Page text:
Gibbes Museum of Art
Charleston, SC 29401
Tuesday: 10:00a - 5:00p
Wednesday: 10:00a – 8:00p
Thursday - Saturday: 10:00a - 5:00p
Sunday: 1:00p - 5:00p
The Gibbes Museum of Art was established in 1858 as the Carolina Art Association and moved into a building in Charleston in 1905. The museum was designed by Frank Pierce Milburn who used architectural elements like a Tiffany-style dome, Doric columns, and pediment-capped windows and doors. Formerly known as the Gibbes Art Gallery, the Gibbes Museum of Art, was established as the Carolina Art Association in 1858. The museum moved into a new Beaux Arts building at 135 Meeting Street, in the Charleston Historic District, in 1905. The museum opened on April 11, 1905. The collection on display on the opening day included more than 300 pictures, many bronzes, and about 200 miniatures in addition to an "instructive collection" of Japanese prints.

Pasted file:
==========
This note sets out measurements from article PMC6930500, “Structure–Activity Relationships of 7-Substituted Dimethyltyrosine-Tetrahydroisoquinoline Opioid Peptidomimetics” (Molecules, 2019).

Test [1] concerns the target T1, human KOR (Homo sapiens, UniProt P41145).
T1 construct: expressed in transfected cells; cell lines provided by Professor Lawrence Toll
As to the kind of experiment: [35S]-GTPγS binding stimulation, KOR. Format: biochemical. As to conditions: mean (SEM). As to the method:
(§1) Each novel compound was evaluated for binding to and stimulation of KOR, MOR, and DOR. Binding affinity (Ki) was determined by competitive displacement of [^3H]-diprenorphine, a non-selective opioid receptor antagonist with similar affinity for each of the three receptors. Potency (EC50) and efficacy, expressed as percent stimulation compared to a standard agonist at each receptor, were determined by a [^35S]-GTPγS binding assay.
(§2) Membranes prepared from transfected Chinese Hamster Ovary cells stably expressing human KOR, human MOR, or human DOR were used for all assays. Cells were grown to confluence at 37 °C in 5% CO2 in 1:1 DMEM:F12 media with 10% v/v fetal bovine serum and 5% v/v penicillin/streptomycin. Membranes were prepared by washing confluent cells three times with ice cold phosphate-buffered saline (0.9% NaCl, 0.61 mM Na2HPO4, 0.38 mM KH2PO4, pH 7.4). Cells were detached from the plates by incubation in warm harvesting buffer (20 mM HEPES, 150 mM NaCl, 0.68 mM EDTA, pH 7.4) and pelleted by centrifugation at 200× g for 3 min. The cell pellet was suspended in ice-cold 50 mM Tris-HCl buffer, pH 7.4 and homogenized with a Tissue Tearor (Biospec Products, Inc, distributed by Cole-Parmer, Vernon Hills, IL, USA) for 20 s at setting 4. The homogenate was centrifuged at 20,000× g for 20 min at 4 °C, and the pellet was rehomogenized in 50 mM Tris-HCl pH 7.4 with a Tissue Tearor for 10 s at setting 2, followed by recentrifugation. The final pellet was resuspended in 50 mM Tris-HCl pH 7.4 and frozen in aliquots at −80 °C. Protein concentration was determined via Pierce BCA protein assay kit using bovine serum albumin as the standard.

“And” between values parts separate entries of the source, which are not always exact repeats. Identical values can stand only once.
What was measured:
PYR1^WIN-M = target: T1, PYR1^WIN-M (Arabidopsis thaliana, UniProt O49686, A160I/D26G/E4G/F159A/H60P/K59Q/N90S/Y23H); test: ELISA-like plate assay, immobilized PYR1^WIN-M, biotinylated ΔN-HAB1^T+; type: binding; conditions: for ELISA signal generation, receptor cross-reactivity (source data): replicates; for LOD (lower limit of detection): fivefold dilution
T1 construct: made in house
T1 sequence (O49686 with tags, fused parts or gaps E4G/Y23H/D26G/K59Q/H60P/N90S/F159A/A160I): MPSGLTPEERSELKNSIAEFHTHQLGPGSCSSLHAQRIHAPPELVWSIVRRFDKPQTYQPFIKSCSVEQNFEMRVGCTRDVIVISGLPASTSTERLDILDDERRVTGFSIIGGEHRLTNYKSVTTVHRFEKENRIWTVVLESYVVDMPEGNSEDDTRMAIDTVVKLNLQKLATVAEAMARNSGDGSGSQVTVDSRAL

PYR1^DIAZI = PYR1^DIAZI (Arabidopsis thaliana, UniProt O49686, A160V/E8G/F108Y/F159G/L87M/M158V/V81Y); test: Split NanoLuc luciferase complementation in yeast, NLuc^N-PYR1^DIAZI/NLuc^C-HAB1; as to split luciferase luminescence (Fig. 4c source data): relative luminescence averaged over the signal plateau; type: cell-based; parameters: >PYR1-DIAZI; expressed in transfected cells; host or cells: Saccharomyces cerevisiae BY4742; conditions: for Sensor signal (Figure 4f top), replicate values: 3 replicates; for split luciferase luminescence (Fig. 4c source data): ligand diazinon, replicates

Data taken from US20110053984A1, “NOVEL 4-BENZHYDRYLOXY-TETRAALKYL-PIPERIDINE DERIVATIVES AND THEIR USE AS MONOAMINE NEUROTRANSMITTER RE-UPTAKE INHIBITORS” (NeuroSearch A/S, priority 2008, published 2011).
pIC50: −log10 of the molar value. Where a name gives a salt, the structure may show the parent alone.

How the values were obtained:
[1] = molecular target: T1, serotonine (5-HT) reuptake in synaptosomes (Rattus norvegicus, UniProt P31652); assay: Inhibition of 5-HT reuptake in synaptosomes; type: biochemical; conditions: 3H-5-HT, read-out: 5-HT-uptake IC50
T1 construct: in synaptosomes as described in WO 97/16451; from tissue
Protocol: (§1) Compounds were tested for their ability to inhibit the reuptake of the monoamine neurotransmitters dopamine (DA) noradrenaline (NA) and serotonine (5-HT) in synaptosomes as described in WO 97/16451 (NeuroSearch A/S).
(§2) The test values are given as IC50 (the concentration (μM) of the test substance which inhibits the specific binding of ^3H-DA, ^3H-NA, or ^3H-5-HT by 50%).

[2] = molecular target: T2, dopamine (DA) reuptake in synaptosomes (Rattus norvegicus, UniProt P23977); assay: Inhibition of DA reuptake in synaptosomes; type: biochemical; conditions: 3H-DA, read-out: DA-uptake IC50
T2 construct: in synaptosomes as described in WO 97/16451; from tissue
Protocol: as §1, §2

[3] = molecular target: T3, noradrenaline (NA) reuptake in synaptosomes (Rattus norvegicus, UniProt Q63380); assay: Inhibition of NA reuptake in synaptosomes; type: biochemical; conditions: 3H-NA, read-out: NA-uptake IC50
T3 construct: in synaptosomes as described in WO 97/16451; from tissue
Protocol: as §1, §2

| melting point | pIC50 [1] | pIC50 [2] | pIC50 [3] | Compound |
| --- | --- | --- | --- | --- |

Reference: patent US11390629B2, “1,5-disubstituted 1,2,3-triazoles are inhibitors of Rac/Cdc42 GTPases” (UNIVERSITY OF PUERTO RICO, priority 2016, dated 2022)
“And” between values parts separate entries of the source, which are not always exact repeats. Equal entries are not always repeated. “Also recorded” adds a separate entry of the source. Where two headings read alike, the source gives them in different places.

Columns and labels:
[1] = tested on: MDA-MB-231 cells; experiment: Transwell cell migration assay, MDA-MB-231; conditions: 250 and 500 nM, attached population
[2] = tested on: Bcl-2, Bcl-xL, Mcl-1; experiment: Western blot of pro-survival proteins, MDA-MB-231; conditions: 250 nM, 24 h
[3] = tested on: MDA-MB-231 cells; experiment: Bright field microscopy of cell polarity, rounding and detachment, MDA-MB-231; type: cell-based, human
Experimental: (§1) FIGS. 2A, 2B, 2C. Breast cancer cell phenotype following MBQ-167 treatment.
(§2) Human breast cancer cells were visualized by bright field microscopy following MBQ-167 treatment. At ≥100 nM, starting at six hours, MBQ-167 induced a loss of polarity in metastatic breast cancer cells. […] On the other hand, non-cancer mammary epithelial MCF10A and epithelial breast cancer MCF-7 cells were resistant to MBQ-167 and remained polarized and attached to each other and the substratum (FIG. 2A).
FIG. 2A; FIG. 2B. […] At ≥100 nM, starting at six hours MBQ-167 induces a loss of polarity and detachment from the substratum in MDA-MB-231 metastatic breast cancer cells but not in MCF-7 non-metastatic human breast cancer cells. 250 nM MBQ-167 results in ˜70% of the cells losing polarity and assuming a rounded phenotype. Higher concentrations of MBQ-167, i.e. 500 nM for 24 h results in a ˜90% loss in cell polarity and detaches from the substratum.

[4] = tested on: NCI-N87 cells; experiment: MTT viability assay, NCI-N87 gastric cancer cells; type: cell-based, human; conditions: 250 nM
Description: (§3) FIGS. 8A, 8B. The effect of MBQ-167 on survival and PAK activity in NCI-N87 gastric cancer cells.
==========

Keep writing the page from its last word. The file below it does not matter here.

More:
Today the Gibbes Museum also has a premier collection of over 10,000 works of fine art, principally American works with many of them having connection to Charleston or to the South. Visitors can see curators and conservators work through observation windows. They can also now observe the renowned Gibbes collection of more than 300 miniature portraits up close in open storage cabinets. The entire ground floor of the museum has been made admission-free to serve as a creative community space.
Formerly known as the Gibbes Art Gallery, the Gibbes Museum of Art is an art museum in Charleston, South Carolina. Established as the Carolina Art Association in 1858, the museum moved into a new Beaux Arts building at 135 Meeting Street, in the Charleston Historic District, in 1905.